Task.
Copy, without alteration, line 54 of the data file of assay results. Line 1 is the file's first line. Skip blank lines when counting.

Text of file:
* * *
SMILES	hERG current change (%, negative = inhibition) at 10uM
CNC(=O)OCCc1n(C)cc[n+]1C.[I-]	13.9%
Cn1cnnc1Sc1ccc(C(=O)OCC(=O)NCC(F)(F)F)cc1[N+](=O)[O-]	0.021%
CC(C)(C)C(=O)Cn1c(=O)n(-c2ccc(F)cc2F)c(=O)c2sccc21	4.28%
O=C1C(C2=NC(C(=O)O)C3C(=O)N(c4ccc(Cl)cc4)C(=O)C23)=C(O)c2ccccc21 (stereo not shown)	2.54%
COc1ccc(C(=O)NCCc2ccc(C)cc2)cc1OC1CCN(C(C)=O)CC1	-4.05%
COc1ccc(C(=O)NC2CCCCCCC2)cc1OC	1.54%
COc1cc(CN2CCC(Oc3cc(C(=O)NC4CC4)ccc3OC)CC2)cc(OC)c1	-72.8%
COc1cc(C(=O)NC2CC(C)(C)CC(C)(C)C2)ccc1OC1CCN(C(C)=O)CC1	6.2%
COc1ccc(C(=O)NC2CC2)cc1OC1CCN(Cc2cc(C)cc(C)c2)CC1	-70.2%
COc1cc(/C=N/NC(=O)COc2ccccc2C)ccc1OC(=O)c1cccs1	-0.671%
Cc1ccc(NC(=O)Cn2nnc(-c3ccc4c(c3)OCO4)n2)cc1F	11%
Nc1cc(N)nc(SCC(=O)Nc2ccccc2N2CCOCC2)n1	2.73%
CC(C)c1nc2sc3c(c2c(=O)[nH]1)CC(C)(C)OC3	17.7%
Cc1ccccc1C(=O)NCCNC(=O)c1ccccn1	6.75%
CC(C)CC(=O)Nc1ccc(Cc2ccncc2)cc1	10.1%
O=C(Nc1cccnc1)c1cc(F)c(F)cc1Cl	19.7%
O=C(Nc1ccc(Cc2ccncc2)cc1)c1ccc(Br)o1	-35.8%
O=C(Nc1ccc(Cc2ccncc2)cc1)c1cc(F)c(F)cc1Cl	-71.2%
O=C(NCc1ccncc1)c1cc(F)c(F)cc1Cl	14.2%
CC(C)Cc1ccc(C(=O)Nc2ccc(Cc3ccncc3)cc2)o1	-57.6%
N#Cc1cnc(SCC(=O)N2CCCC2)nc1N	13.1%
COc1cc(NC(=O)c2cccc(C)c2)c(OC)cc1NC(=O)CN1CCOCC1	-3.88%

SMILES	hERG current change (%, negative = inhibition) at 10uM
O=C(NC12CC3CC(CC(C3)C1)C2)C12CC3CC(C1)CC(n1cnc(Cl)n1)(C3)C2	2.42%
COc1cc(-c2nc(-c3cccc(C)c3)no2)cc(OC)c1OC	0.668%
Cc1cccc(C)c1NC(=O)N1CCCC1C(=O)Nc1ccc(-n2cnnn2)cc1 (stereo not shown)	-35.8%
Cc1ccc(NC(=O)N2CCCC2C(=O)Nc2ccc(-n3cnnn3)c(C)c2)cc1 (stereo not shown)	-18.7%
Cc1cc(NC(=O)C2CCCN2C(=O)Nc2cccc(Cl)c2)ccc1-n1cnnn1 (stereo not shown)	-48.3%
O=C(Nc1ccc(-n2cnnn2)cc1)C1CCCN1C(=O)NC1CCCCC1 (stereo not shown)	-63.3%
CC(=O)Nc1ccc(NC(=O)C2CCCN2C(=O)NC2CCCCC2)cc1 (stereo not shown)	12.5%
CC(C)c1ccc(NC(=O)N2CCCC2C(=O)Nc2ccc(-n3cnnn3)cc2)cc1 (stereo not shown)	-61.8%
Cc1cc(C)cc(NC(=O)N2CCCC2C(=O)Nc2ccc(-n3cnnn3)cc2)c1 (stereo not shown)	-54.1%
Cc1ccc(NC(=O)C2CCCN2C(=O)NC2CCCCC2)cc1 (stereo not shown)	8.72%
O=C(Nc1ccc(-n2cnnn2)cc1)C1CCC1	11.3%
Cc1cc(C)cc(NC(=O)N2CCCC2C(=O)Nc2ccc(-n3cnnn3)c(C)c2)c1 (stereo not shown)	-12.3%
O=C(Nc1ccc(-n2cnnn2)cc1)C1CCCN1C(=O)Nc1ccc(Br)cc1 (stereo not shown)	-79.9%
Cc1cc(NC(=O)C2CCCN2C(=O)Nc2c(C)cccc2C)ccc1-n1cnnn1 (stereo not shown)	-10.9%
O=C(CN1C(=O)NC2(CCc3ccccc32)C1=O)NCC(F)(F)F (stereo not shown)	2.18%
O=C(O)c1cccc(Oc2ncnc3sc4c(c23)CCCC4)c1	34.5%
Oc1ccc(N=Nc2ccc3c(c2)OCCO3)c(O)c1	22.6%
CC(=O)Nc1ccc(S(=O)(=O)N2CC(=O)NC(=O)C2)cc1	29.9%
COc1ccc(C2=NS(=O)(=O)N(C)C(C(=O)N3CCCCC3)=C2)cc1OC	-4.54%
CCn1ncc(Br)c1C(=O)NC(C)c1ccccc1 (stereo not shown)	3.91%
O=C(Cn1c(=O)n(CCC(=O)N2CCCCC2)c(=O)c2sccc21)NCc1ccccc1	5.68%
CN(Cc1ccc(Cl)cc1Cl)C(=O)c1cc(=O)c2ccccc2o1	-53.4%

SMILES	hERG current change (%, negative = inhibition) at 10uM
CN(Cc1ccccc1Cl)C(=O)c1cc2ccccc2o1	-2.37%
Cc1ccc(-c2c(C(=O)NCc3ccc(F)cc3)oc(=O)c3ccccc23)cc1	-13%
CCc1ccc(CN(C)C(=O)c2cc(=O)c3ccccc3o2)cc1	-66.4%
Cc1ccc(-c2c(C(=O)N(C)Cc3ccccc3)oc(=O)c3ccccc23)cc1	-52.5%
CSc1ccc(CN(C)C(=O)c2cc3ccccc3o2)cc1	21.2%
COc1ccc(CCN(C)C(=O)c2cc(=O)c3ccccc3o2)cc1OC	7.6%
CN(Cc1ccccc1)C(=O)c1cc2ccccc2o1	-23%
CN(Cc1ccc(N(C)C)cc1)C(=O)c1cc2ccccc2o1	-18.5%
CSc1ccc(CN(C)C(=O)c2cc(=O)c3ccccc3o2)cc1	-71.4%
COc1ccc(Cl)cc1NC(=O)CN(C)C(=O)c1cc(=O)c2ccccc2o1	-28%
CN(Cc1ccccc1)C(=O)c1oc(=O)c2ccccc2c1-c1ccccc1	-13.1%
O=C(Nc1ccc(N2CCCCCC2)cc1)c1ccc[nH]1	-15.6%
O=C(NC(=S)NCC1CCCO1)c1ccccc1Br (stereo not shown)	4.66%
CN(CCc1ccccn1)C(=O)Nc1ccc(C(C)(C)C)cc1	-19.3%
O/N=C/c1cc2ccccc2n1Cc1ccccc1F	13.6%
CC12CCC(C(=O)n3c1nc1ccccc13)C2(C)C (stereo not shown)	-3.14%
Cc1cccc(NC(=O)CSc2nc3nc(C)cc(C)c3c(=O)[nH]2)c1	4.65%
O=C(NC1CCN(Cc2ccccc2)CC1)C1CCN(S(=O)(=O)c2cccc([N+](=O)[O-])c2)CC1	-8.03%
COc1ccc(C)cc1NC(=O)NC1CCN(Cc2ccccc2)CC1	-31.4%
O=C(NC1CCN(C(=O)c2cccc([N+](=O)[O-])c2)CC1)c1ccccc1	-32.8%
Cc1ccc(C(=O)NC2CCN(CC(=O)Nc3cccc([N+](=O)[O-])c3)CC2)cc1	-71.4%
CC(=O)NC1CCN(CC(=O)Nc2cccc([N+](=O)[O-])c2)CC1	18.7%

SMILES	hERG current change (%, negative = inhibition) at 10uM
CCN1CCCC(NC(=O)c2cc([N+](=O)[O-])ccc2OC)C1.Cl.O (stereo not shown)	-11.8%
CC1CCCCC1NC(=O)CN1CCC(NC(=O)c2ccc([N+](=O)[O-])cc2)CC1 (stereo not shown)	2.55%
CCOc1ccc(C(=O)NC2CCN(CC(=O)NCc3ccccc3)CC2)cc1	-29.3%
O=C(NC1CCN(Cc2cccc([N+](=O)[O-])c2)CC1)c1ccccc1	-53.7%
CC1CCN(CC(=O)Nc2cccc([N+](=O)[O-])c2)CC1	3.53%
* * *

CN(Cc1ccccc1)C(=O)c1cc2ccccc2o1	-23%